When our calendar flips over to February, our thoughts automatically turn to Valentine’s Day, partly because stores start displaying heart-shaped boxes of candy and colorful Valentine cards right after Christmas decorations vacate the shelves.
Granted, it is the biggest and most “loved” day of February, but there are other important dates to be recognized in February, including Groundhog Day, Boy Scouts Day, Abraham Lincoln’s birthday, Mardi Gras, Ash Wednesday, Susan B. Anthony’s birthday, George Washington’s birthday, President’s Day and Ember Days.
Ember Days occur four times a year at the start of each season, referred to in Latin as “the quattuor anni tempora” (the four seasons of the year.) Traditionally observed by some Christian denominations, the days are four separate sets of 3 days within the same week, specifically, Wednesday, Friday and Saturday that are set aside for fasting, abstinence and prayer with the purpose being to thank God for the gifts of nature, to teach men to make use of them in moderation and to assist the needy. These four quarterly periods in which Ember Days fall are called “Embertides.”
Ember Days this month are Feb. 21, 23 and 24.
The Ember Weeks during the year are between the 3rd and 4th Sundays of Advent (Christmas); between the 1st and 2nd Sunday of Lent (Easter);between Pentecost (May 20) and Trinity Sunday (May 27); , and the Liturgical — the 3rd week of September with autumn beginning Sept. 22.
Folklore has it that the weather on each of these three days foretells the weather for the next three months. This is grounded in some common sense since the beginning of the four seasons cue the changes in weather as well as a shift in how we keep harmony with the Earth.
The holiday that many states celebrate now as President’s Day has its origins in commemorations of George Washington’s birthday. The celebration began in 1800, a year after he died. In 1971, the government moved this yearly remembrance to the 3rd Monday in February as part of the Uniform Monday Holiday Act.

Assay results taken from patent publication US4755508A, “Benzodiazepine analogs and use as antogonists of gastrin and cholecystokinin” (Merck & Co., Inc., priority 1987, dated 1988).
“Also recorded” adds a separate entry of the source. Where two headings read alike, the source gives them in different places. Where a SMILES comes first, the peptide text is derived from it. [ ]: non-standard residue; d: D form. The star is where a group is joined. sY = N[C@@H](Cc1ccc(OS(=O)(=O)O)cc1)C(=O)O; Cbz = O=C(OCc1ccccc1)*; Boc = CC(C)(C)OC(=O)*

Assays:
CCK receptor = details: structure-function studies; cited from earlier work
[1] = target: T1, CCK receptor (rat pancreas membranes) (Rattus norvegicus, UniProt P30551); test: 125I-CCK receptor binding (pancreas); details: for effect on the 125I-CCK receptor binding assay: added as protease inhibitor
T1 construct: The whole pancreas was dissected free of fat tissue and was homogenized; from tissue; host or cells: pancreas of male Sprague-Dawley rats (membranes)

The act established the observance of certain holidays on Mondays, was signed into law on June 28, 1968, and took effect on January 1, 1971. Four holidays — Washington’s birthday, Memorial Day, Columbus Day and Veterans Day — were moved from fixed dates to designated Mondays. The act was designed to increase the number of three-day weekends for federal employees, a favorite goal of the travel industry.
As of 1998, since Lincoln and Washington’s birthdays were so close together, both men were recognized on President’s Day. Four presidents were born in February: Ronald Reagan (Feb. 6); William Henry Harrison (Feb. 9); Lincoln (Feb. 12) and Washington (Feb. 22) .
Reagan, at 69, and Harrison, at 68, were among the oldest presidents when elected. President, Donald Trump ‘trumps’ them. He was 70 years and 220 days old when elected.
Here are some quotes from our February presidents:
“We can’t help everyone, but everyone can help someone.” Reagan, our 40th president.
“All the measures of the Government are directed to the purpose of making the rich richer and the poor poorer.” Harrison, our 9th. He was born before the American Revolution and died of pneumonia 31 days into his term, serving the shortest tenure among U.S. presidents.
“Government of the people, by the people, for the people, shall not perish from the earth.” Lincoln, who was our 16th president.
“If the freedom of speech is taken away, then dumb and silent we may be led, like sheep to the slaughter.” Washington
Contributor Jean Tanner is a lifetime rural resident of the Bluffton area and can be reached at firstname.lastname@example.org.